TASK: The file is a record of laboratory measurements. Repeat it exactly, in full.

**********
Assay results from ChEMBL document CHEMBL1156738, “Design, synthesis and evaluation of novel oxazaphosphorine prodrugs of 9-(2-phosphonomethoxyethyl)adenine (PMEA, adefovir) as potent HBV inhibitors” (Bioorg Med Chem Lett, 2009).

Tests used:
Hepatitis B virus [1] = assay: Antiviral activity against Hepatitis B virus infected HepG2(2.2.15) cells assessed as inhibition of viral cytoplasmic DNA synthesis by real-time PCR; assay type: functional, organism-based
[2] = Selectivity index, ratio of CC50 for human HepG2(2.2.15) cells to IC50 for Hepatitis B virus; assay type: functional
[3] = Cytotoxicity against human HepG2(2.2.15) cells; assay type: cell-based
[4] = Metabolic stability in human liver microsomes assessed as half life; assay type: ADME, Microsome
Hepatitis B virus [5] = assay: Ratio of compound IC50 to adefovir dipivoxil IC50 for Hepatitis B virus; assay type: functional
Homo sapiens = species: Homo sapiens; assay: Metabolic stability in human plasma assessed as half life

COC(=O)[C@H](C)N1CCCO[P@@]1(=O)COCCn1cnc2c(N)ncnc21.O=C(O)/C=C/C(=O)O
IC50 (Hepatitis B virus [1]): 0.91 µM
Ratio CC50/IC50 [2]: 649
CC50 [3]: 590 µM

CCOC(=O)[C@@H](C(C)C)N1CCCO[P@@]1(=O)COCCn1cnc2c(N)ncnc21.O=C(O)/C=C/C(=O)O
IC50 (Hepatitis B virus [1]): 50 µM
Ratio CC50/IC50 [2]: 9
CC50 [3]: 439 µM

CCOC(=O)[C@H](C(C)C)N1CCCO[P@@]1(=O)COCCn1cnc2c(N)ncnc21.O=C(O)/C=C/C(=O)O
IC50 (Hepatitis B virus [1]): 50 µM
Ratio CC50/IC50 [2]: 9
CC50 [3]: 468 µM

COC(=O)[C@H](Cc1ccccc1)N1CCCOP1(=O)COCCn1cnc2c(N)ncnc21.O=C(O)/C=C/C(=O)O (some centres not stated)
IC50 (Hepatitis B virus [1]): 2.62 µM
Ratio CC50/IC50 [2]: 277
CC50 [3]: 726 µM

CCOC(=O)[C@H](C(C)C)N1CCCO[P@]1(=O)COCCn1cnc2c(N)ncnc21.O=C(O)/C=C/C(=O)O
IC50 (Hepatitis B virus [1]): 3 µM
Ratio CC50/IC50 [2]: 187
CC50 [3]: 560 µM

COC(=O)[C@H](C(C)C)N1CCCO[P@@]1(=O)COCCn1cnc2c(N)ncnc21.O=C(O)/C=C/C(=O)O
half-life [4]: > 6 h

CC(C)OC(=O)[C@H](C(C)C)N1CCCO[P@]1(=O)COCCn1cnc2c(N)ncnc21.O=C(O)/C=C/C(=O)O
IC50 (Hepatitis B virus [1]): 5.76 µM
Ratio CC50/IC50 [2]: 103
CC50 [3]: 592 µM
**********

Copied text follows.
Assay results from ChEMBL document CHEMBL1156738, “Design, synthesis and evaluation of novel oxazaphosphorine prodrugs of 9-(2-phosphonomethoxyethyl)adenine (PMEA, adefovir) as potent HBV inhibitors” (Bioorg Med Chem Lett, 2009).

Tests used:
Hepatitis B virus [1] = assay: Antiviral activity against Hepatitis B virus infected HepG2(2.2.15) cells assessed as inhibition of viral cytoplasmic DNA synthesis by real-time PCR; assay type: functional, organism-based
[2] = Selectivity index, ratio of CC50 for human HepG2(2.2.15) cells to IC50 for Hepatitis B virus; assay type: functional
[3] = Cytotoxicity against human HepG2(2.2.15) cells; assay type: cell-based
[4] = Metabolic stability in human liver microsomes assessed as half life; assay type: ADME, Microsome
Hepatitis B virus [5] = assay: Ratio of compound IC50 to adefovir dipivoxil IC50 for Hepatitis B virus; assay type: functional
Homo sapiens = species: Homo sapiens; assay: Metabolic stability in human plasma assessed as half life

COC(=O)[C@H](C)N1CCCO[P@@]1(=O)COCCn1cnc2c(N)ncnc21.O=C(O)/C=C/C(=O)O
IC50 (Hepatitis B virus [1]): 0.91 µM
Ratio CC50/IC50 [2]: 649
CC50 [3]: 590 µM

CCOC(=O)[C@@H](C(C)C)N1CCCO[P@@]1(=O)COCCn1cnc2c(N)ncnc21.O=C(O)/C=C/C(=O)O
IC50 (Hepatitis B virus [1]): 50 µM
Ratio CC50/IC50 [2]: 9
CC50 [3]: 439 µM

CCOC(=O)[C@H](C(C)C)N1CCCO[P@@]1(=O)COCCn1cnc2c(N)ncnc21.O=C(O)/C=C/C(=O)O
IC50 (Hepatitis B virus [1]): 50 µM
Ratio CC50/IC50 [2]: 9
CC50 [3]: 468 µM

COC(=O)[C@H](Cc1ccccc1)N1CCCOP1(=O)COCCn1cnc2c(N)ncnc21.O=C(O)/C=C/C(=O)O (some centres not stated)
IC50 (Hepatitis B virus [1]): 2.62 µM
Ratio CC50/IC50 [2]: 277
CC50 [3]: 726 µM

CCOC(=O)[C@H](C(C)C)N1CCCO[P@]1(=O)COCCn1cnc2c(N)ncnc21.O=C(O)/C=C/C(=O)O
IC50 (Hepatitis B virus [1]): 3 µM
Ratio CC50/IC50 [2]: 187
CC50 [3]: 560 µM

COC(=O)[C@H](C(C)C)N1CCCO[P@@]1(=O)COCCn1cnc2c(N)ncnc21.O=C(O)/C=C/C(=O)O
half-life [4]: > 6 h

CC(C)OC(=O)[C@H](C(C)C)N1CCCO[P@]1(=O)COCCn1cnc2c(N)ncnc21.O=C(O)/C=C/C(=O)O
IC50 (Hepatitis B virus [1]): 5.76 µM
Ratio CC50/IC50 [2]: 103
CC50 [3]: 592 µM